Longtime readers may be disappointed in me for this, but at one time, I thought I wanted to be a lawyer. Then, the summer before my senior year of college, I spent a summer internship in city government. I was surrounded by lawyers, and I had a moment of clarity: I didn’t like them at all, and their work seemed dreary. That internship steered me away from what I thought was my career choice, and saved me a great deal of time and money.
Instead, I went to grad school. Insert joke here.
At one level, the internship could be read as a colossal failure; it steered me away from the path that it was supposed to reinforce. But in a personal sense, it was a raging success. It gave me valuable information at a key moment. The fact that the information was “negative” was beside the point. Making a choice involves rejecting other options; when I rejected law, I gained a much clearer sense of what to do next.
That kind of success is hard to capture institutionally, so we mostly don’t. But we should. We’d get a much more accurate picture of the value of what we do, and in the process, we’d get a fuller picture of how students actually use college.
When we talk about “student success,” for example, it’s often boiled down to graduation rates. By now, most of us can recite the reasons that the IPEDS rate is a silly and inaccurate measure for community colleges, and they’re all true. For example, many students who intend to transfer for a bachelor’s degree don’t intend to complete an associate’s along the way. Their plan is to do a year at the community college and then transfer. When the financial aid form asks whether they’re “degree-seeking,” they’re telling the truth when they answer “yes.” They just aren’t seeking it where they’re first enrolling. But the forms don’t capture that nuance, so what the student perceives as successfully working a plan shows up in the numbers as institutional failure.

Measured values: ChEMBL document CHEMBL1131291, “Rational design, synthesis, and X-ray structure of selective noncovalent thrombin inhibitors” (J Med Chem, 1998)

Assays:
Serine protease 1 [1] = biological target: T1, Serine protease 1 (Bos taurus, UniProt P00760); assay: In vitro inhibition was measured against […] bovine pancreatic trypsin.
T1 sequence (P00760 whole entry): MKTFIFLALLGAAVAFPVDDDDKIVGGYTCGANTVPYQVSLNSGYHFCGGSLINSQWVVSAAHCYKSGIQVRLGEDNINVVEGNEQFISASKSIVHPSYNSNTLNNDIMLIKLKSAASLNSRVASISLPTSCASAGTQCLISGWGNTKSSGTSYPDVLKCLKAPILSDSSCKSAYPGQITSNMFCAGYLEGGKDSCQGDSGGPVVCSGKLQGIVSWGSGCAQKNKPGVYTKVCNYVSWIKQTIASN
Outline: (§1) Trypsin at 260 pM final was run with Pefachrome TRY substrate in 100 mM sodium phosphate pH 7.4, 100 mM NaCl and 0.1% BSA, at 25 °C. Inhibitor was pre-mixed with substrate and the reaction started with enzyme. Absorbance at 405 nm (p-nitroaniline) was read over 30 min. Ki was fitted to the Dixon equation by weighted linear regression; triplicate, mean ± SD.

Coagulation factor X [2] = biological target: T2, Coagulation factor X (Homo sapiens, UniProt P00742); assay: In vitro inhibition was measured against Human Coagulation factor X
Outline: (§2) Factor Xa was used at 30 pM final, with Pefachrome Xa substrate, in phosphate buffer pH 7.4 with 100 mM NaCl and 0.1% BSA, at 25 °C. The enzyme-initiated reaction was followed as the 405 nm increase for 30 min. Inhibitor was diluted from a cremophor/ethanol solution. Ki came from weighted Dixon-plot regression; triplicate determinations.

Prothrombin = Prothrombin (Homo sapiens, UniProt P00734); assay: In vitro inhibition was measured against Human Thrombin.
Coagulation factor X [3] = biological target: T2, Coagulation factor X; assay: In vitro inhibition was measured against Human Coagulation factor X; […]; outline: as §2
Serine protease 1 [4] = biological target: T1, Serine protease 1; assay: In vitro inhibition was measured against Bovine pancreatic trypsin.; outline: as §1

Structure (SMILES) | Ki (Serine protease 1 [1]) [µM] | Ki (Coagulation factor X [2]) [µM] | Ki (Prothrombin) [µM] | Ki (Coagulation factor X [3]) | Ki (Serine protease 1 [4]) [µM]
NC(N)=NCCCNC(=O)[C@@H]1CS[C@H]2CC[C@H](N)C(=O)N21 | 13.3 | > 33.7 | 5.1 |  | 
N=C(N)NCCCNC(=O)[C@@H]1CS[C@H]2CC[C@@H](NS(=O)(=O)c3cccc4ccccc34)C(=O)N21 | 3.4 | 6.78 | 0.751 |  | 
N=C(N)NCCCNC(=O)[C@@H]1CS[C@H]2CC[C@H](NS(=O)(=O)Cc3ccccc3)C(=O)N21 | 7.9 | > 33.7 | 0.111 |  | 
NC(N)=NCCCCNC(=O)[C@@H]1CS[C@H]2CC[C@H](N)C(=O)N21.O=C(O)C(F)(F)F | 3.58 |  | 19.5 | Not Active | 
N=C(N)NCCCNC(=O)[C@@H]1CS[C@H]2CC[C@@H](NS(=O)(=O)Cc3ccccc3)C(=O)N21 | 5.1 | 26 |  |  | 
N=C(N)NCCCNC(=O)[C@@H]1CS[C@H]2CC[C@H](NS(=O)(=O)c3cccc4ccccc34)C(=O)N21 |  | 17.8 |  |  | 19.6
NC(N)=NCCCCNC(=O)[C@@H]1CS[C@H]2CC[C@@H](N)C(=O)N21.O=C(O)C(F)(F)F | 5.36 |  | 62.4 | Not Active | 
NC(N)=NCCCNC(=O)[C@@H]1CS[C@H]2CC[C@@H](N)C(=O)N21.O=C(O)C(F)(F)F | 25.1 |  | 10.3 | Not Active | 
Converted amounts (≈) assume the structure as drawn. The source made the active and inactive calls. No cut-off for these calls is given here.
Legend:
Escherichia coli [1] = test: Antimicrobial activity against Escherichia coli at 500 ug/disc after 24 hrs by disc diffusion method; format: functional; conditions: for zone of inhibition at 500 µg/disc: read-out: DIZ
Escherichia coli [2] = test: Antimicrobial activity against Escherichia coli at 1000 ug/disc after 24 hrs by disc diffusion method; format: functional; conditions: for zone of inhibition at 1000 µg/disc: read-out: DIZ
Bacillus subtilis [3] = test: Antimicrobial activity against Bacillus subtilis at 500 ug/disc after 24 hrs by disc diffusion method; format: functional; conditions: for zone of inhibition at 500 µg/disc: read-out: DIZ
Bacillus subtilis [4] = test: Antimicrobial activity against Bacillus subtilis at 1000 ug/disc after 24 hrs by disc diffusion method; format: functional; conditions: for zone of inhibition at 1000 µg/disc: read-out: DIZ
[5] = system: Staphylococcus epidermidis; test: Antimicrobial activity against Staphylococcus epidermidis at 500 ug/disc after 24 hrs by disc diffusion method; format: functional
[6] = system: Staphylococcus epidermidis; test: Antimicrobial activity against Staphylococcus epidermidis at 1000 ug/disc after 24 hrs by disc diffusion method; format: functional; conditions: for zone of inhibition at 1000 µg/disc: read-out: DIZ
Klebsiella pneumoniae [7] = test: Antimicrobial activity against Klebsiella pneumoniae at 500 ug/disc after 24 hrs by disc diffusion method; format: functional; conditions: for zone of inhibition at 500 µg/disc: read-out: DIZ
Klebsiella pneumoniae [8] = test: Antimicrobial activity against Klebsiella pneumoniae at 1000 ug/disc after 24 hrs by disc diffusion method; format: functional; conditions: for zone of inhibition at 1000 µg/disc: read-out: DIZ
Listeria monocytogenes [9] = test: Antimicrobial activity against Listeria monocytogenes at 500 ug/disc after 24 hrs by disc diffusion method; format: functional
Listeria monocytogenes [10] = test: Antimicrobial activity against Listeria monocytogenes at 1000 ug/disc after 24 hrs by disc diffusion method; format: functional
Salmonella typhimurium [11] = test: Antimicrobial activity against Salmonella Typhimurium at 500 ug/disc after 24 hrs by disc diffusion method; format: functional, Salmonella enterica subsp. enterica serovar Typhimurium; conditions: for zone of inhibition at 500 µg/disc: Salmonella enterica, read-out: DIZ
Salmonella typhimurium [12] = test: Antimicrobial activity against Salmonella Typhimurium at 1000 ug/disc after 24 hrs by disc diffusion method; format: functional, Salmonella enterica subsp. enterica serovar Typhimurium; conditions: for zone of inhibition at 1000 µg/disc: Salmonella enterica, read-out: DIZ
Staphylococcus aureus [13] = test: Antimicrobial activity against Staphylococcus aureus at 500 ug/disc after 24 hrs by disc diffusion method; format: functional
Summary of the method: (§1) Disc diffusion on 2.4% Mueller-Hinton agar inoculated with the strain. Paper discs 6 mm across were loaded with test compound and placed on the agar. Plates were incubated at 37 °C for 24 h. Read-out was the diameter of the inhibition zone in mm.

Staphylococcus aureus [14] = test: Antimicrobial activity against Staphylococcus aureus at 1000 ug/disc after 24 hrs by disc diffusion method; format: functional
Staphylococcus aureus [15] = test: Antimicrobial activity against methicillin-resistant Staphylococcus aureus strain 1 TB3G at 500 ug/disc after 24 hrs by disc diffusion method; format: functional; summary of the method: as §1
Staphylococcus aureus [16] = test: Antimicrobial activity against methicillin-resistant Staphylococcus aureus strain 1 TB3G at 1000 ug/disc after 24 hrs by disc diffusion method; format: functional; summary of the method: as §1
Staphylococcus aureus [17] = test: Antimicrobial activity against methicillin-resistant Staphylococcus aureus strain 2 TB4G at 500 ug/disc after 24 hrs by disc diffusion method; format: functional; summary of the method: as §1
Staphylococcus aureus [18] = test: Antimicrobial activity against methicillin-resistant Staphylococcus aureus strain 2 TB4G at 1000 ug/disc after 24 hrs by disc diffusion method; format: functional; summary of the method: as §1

But in some cases, even a more straightforward case of walking away is really a kind of success.
That’s true, for instance, in many “stackable” allied health programs. A student who gets a CNA certification and then stops out for a semester or two before returning may be doing something that makes perfect sense for her life, even if it doesn’t do wonders for our “degrees produced.” And a student who has the shock of recognition that a given program is just the wrong fit for him may have needed to learn that before he could learn the next thing.
That’s why I’m a fan of statistics like “percentage of bachelor’s degree grads with significant community college credits.” A number like that pays attention to the long-term result, rather than to short-term twists in the path. Given the complexities of students’ lives, especially in this sector, insisting on counting only the most linear and traditional paths as successful simply gets it wrong.
Within colleges, students who change majors are sometimes held against the programs that “lost” them. I consider that a severe mistake. I think everyone can do something, but they’re aren’t all the same thing. (As a baseball player, I’m a hell of a writer.) Sometimes they don’t know what their niche is until they’ve tried a few. In my more humanistic moments, I like to think that that’s what education is.
None of this is to reject the need to get unnecessary barriers out of the way, to provide clear “default” pathways, or to hold colleges accountable for performance. It’s just to say that success comes in many forms, and if we’re serious about it, we should recognize all of them. Every day that I’m not a lawyer is evidence of that.